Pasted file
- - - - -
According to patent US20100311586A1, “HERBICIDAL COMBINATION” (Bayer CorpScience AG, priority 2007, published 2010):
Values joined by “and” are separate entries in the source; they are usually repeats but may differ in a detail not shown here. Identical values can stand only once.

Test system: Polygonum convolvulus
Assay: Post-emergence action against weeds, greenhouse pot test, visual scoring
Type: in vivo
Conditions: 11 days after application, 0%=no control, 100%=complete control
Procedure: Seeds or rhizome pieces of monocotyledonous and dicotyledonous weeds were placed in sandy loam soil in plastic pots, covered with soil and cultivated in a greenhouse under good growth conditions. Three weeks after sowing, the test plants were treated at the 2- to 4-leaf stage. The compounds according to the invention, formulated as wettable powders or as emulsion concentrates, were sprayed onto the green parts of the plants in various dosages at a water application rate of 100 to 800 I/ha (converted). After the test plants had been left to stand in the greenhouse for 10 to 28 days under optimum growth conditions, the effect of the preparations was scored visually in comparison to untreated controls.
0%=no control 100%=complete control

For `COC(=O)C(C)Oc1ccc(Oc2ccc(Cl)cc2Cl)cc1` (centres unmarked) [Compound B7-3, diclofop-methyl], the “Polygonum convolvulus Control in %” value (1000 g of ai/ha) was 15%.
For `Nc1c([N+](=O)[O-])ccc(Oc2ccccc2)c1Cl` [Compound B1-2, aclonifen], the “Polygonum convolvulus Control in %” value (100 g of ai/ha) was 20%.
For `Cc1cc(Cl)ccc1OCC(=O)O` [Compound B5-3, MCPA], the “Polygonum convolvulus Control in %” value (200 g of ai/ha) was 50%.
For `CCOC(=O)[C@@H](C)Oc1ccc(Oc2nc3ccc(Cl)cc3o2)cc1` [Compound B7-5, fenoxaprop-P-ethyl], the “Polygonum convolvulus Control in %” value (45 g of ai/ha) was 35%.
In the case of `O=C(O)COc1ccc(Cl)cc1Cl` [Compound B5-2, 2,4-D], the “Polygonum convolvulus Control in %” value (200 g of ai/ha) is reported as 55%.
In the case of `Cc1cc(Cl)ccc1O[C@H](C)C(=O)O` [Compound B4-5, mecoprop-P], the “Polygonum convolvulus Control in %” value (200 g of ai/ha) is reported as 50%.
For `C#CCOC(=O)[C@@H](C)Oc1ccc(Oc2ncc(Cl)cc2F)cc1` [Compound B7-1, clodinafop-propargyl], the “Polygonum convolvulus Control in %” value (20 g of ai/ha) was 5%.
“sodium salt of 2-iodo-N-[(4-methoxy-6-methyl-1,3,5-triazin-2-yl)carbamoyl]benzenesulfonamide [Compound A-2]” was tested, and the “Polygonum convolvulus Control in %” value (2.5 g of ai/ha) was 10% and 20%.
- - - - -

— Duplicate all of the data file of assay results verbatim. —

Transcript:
According to patent US20100311586A1, “HERBICIDAL COMBINATION” (Bayer CorpScience AG, priority 2007, published 2010):
Values joined by “and” are separate entries in the source; they are usually repeats but may differ in a detail not shown here. Identical values can stand only once.

Test system: Polygonum convolvulus
Assay: Post-emergence action against weeds, greenhouse pot test, visual scoring
Type: in vivo
Conditions: 11 days after application, 0%=no control, 100%=complete control
Procedure: Seeds or rhizome pieces of monocotyledonous and dicotyledonous weeds were placed in sandy loam soil in plastic pots, covered with soil and cultivated in a greenhouse under good growth conditions. Three weeks after sowing, the test plants were treated at the 2- to 4-leaf stage. The compounds according to the invention, formulated as wettable powders or as emulsion concentrates, were sprayed onto the green parts of the plants in various dosages at a water application rate of 100 to 800 I/ha (converted). After the test plants had been left to stand in the greenhouse for 10 to 28 days under optimum growth conditions, the effect of the preparations was scored visually in comparison to untreated controls.
0%=no control 100%=complete control

For `COC(=O)C(C)Oc1ccc(Oc2ccc(Cl)cc2Cl)cc1` (centres unmarked) [Compound B7-3, diclofop-methyl], the “Polygonum convolvulus Control in %” value (1000 g of ai/ha) was 15%.
For `Nc1c([N+](=O)[O-])ccc(Oc2ccccc2)c1Cl` [Compound B1-2, aclonifen], the “Polygonum convolvulus Control in %” value (100 g of ai/ha) was 20%.
For `Cc1cc(Cl)ccc1OCC(=O)O` [Compound B5-3, MCPA], the “Polygonum convolvulus Control in %” value (200 g of ai/ha) was 50%.
For `CCOC(=O)[C@@H](C)Oc1ccc(Oc2nc3ccc(Cl)cc3o2)cc1` [Compound B7-5, fenoxaprop-P-ethyl], the “Polygonum convolvulus Control in %” value (45 g of ai/ha) was 35%.
In the case of `O=C(O)COc1ccc(Cl)cc1Cl` [Compound B5-2, 2,4-D], the “Polygonum convolvulus Control in %” value (200 g of ai/ha) is reported as 55%.
In the case of `Cc1cc(Cl)ccc1O[C@H](C)C(=O)O` [Compound B4-5, mecoprop-P], the “Polygonum convolvulus Control in %” value (200 g of ai/ha) is reported as 50%.
For `C#CCOC(=O)[C@@H](C)Oc1ccc(Oc2ncc(Cl)cc2F)cc1` [Compound B7-1, clodinafop-propargyl], the “Polygonum convolvulus Control in %” value (20 g of ai/ha) was 5%.
“sodium salt of 2-iodo-N-[(4-methoxy-6-methyl-1,3,5-triazin-2-yl)carbamoyl]benzenesulfonamide [Compound A-2]” was tested, and the “Polygonum convolvulus Control in %” value (2.5 g of ai/ha) was 10% and 20%.